by Fatima, Civic Semester Participant
I don’t think anyone knew what to expect for our first organization visit, but when the van pulled over at a small door with women waiting for us with altitude tea and wool spoolies, we knew that we were working with some serious talent. We spent nearly 5 hours speaking with Guadalupe about her craft, seeing the process of natural dye and making pulseras, all while playing with the guinea pigs, the llama, Coco the lamb and the two cats. We learned that this co-op was not just made by women, but for women. It is a way for Lupe to embrace her culture and identity, and an opportunity for her to showcase all that was passed down through her family for generations. She told us her fears about her traditions dying out and the dangers that the new airport being built nearby could bring. But she also told us her aspirations, how she believes that she can give her daughter the life that she couldn’t live and how she is proud to be able to expand what was once a small family-run affair, into a thriving business. Between taking care of her daughter, working on her trade and dealing with the financial hit from Covid, Lupe also managed to teach us how all that is in Tikka was made. Here, the phrase “made with a mother’s hands” takes on a new meaning, as these women put much more than just their love and passion into it, it also carries their pride. So, if you ever happen to see Tsering’s new laptop bag or Yazan’s poncho, or the one he bought for his father, just know, it was made in Tikka.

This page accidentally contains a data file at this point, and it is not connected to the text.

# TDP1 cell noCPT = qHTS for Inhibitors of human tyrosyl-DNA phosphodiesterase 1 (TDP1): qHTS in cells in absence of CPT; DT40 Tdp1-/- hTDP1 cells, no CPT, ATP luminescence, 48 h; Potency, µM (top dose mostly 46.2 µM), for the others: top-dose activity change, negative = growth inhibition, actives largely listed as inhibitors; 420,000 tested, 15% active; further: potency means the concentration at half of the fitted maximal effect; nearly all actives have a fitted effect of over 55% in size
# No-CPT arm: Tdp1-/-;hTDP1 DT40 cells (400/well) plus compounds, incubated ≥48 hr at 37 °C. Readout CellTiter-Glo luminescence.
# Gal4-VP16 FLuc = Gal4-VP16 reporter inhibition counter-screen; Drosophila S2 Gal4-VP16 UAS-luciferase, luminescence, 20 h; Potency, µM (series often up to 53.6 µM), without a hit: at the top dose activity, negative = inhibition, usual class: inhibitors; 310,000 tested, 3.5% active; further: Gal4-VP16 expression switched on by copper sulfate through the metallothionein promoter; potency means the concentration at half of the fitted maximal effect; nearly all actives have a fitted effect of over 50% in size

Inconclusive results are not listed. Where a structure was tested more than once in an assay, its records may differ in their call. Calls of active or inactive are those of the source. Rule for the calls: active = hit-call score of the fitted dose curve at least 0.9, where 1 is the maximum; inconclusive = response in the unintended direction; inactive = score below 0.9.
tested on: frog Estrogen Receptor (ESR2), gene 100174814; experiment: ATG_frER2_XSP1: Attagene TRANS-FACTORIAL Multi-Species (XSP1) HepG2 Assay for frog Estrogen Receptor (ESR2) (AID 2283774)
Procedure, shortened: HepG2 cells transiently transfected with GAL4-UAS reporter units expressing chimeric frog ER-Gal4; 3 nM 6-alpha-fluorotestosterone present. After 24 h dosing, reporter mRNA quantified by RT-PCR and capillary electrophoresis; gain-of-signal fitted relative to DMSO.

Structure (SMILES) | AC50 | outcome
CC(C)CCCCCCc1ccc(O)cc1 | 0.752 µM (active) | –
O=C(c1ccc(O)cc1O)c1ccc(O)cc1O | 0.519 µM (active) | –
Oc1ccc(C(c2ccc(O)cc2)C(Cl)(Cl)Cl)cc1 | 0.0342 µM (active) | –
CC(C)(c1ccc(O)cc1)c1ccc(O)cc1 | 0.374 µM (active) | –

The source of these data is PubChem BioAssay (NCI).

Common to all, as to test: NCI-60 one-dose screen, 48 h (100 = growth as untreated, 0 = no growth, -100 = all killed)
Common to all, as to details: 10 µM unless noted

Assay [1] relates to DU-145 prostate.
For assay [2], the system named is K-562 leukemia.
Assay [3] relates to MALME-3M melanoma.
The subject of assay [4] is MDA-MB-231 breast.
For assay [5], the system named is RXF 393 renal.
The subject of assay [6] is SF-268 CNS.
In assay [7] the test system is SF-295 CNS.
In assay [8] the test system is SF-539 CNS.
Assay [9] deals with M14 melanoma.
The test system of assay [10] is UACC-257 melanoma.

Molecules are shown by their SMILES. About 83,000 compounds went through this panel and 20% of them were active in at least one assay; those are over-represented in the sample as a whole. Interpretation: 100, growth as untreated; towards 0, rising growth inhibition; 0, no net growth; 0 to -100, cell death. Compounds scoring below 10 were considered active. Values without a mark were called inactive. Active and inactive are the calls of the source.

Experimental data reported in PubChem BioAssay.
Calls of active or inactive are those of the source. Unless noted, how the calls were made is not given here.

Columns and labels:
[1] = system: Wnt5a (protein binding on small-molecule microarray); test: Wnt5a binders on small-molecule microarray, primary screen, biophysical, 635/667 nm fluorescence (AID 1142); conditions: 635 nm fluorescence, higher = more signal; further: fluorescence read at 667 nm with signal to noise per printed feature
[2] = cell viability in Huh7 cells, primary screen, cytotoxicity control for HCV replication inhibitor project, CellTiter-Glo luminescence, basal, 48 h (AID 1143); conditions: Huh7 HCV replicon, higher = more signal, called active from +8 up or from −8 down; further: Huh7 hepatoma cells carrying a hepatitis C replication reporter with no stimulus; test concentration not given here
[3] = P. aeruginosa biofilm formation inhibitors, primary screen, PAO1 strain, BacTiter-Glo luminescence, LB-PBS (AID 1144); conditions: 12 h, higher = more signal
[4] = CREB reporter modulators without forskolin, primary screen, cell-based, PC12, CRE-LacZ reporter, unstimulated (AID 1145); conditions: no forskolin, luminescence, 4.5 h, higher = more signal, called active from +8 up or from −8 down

Originally posted here